A long-term view on inequality

For international Blog Action Day, which this year focussed on income inequality, Brian Keeley from the OECD examines the evolution of inequality over time.

A time-traveller from 200 years ago would find our world almost unrecognisable. Our technologies and lifestyles would seem almost magical – motorcars, air travel, our obsession with smartphones. The visitor from the past would also notice enormous social shifts: Today, we live longer; most of us can read; many of us have a say in who governs us; and, in much of the world, women and men are treated pretty much equally.

Still, there’s one thing that mightn’t surprise our visitor too much: Even though poverty is not what it once was, humanity is still divided between haves and the have-nots.

But is the world today really more unequal than in 1820, a time when emperors still sat on the throne in China, when monarchs ruled much of Europe and when mass industrialisation was still in its infancy? If you’re hoping for a simple yes or no, prepare to be disappointed. As the OECD’s recently released How Was Life? report shows, the world today is both more unequal and about as unequal as it was back in 1820. It all depends on how you look at it.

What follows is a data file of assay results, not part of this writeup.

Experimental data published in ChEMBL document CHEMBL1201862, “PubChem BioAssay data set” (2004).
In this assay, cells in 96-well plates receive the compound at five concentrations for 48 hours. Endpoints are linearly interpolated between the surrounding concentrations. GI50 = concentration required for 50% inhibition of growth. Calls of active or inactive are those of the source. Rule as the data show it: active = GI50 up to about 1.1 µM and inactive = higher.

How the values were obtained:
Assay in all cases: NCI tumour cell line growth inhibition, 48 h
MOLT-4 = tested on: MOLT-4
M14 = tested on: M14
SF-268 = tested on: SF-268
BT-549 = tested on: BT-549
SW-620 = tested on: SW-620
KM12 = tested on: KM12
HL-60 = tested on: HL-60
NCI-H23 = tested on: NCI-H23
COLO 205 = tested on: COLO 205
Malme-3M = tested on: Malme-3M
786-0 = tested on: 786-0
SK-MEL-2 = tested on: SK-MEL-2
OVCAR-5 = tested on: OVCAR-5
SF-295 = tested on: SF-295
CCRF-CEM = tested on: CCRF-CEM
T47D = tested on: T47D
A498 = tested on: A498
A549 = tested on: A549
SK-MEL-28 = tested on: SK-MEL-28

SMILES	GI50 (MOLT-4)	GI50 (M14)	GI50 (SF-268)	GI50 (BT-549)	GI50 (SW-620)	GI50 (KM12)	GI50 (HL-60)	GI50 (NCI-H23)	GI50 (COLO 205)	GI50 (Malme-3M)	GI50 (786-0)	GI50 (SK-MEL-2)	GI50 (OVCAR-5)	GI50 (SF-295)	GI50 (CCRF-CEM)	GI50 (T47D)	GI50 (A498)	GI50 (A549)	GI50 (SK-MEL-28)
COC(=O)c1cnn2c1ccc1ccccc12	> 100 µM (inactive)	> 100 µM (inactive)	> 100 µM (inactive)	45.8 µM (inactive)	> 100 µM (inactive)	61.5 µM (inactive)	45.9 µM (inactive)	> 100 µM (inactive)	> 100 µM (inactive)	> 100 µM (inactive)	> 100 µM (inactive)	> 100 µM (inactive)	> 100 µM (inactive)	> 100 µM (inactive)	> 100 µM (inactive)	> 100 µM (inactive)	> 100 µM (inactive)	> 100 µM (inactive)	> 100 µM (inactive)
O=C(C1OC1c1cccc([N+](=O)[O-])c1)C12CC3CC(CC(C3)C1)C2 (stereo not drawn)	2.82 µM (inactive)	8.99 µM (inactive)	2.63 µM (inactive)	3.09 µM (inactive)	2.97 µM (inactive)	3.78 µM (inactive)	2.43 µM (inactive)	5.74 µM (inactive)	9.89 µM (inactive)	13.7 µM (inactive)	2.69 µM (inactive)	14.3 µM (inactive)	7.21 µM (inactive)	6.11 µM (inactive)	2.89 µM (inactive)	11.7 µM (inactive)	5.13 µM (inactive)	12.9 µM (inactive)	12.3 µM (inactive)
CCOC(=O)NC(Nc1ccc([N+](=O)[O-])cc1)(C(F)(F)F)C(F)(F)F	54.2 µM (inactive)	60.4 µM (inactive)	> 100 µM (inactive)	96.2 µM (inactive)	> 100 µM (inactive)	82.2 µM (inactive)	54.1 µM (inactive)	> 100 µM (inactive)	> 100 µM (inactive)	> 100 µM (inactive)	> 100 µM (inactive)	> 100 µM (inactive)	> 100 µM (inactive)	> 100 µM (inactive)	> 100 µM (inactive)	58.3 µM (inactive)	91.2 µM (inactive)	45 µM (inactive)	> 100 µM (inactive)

Read more at oecdinsights.org 

Originally published on OECD Insights on 16 October 2014.

Useful links

Income inequality since 1820,” by Michail Moatsos, Joery Baten, Peter Foldvari, Bas van Leeuwen and Jan Luiten van Zanden (from How Was Life?, OECD 2014).

Mapping the history of wellbeing – Sue Kendall introduces How Was Life?

OECD work on inequality.


Economic data


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